I really appreciated all of the charts included in this book for field trips, things that are  “Off the Beaten Path”  “from your own backyard to half way around to the world.”  This was very eye opening for me I have to admit.  I admit that sometimes we don’t see all that is in front of us and this really helped me to see things in another way. Ah the fun and exciting learning opportunities right in our backyard (not to mention down the street!).

We got lost for a time in all ideas that were provided from: plants and animals, earth, space, and the human body as well as some great ways to learn a bit more about social studies like government, and history and the culture of the area itself.  This even inspired some mapping and business/economics learning with my oldest son who is 9.


Unfortunately the weather here in Wisconsin has not been so nice as of late. But when the weather allows, we do try to spend out time outdoors whether in our own backyard or going for walks and bike rides in the area. We also have a microscope, which was a stelar reslae shop find, that my boys love to use.  So this encourages them to seek out things to view, and then draw what they see.  They are encouraged to keep their own nature journal in addition to this, where they can tape or glue leaves, pinecones, flower petals as they find them.


One of the neat things my oldest son chose to do was relive some of his old experiences such as a couple trips to Missouri, a very old camping trip in the Wisconsin Dells, visits to the Upper Peninsula of Michigan, Mackinaw Island. Some of this he was able to do with things he has kept through the years others, and some things we will have to get copies of for him to paste into his book (photographs mostly of family trips).  He is big on rock collecting, and seashells right now – for this I encouraged him to sketch these things on the pages within.


Once again, Apologia has brought an awesome an inspiring tool to us homeschoolers! The Exploring Creation Field Trip Journal is a fun and simple way for kids to explore and learn.  It encourages children to be creative and curious, to get out of doors and see all the fun ways they can lern and grow.  Being in the process of developing a homeschool group for our church, its especially helpful, all the ideas and online materials that are provided for trips out and about.  I’m definitely looking forward to using this more through the summer as our family gets out and about more, visits with a lovely young lady from Spain and enjoys some trips with our homeschool friends!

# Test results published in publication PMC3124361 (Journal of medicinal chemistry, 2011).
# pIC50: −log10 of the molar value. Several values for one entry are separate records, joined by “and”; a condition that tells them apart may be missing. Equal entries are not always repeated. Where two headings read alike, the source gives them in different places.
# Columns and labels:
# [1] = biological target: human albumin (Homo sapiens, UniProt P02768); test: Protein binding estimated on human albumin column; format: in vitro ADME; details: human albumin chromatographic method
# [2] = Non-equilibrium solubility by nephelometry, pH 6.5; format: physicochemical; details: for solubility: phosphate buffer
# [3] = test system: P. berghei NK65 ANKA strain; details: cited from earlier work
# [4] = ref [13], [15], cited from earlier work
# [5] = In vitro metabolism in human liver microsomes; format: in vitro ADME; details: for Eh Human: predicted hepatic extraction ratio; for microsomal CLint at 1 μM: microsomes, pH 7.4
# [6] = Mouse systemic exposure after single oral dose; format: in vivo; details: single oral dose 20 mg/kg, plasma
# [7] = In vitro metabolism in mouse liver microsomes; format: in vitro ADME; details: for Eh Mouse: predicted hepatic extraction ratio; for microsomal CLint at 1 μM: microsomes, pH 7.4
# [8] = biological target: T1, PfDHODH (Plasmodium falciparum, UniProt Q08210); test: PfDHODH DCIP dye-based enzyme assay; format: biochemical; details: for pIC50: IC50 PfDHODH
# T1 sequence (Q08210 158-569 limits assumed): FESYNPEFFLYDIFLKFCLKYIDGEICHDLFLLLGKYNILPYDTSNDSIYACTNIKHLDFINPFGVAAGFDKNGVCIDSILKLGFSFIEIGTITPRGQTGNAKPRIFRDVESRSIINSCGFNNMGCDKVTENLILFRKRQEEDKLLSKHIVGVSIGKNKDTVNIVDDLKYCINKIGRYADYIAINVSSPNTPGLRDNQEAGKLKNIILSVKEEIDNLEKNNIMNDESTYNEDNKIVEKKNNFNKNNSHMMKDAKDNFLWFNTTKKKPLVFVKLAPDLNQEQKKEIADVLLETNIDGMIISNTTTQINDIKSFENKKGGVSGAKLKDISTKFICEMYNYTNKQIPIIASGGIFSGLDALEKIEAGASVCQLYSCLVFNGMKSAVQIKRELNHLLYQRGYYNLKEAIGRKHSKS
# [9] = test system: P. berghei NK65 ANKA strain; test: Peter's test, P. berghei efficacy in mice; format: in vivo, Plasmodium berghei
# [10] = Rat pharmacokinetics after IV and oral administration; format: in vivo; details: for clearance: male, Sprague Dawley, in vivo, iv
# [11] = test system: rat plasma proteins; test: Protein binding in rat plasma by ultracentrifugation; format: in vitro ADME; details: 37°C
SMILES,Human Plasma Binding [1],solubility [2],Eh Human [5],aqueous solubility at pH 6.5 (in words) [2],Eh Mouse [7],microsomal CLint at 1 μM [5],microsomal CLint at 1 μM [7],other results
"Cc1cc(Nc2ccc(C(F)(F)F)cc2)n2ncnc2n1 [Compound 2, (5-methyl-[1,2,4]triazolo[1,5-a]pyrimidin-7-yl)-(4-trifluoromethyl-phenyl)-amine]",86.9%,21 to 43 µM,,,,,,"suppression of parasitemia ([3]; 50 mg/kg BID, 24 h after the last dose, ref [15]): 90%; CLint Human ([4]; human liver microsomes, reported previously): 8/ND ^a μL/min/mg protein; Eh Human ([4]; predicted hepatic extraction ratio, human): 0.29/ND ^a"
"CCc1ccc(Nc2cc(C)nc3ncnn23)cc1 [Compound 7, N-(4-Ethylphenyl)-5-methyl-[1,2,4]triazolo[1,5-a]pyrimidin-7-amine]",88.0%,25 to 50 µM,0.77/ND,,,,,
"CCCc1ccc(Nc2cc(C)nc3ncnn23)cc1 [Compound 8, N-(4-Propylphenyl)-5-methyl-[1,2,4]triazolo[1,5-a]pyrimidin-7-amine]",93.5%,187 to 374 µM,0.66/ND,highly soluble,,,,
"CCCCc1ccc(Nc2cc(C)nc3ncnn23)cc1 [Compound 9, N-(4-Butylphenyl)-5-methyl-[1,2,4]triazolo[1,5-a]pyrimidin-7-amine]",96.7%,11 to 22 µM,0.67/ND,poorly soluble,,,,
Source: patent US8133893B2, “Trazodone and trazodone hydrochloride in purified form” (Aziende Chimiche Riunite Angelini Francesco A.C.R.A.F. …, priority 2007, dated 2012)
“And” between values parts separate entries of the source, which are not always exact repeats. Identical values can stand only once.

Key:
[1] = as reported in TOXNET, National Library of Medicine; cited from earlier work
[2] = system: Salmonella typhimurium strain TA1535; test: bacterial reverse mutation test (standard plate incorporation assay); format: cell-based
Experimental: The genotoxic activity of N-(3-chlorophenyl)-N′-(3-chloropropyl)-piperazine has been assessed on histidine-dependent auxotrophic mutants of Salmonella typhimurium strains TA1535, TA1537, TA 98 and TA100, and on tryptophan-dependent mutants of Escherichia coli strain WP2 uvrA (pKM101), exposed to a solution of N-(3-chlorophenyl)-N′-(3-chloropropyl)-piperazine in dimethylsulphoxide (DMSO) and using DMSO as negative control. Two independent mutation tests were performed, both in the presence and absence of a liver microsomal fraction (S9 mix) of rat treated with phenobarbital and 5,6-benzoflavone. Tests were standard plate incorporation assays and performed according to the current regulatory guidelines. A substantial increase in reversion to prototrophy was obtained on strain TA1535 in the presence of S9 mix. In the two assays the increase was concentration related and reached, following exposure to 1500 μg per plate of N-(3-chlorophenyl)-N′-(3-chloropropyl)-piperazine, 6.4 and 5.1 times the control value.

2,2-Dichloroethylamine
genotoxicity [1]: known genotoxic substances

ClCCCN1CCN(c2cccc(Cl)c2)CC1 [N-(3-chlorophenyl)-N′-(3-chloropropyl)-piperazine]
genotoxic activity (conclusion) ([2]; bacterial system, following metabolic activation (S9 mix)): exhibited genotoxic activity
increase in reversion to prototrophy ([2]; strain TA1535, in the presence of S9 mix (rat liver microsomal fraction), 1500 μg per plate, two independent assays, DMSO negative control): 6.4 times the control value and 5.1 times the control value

What a blessing Apologia is!  ❤


Exploring Creation Field Trip Journal Review



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Crew Disclaimer


Raising Learners who are Self – Directed

As a mother, I have always known how great the value is, in training my children to work independently, to be self directed. I don’t think I ever qualified as the “helicopter” mom type – even when my first was born.  I want my children to know that when they need me, I am absolutely there for them, but I also encourage them to be resourceful, independent and sure of themselves. I want secure and confident kids, able to think for themselves 🙂


I admit that thus far (with my oldest son) its become such a struggle that it is just easier to expect very little from him.  Set the bar low because after all, the character and initiative he has displayed so far hasn’t been very promising.  But then I am reminded that he cannot believe in himself if he sees that we do not believe in him.  No matter how hard it may be, however impossible to seems, if we believe they can’t (or won’t) learn what needs to be learned, independently, they will never succeed.  We have given up before we even began.


We have little ones too and they need to be a part of all of this as well; we try to encourage helpfulness and a personal investment in their family, early on. In this way we can help them to develops a sense of responsibility.  One great example can be found from Amy at Raising Arrows to help with Teaching Kitchen Skills all listed by age. As for those little ones, this is a free printable for Reading Directions with Independence. And back to Amy of Raising Arrows, you can see here how she Raises Independent Learners using a neat system with index cards.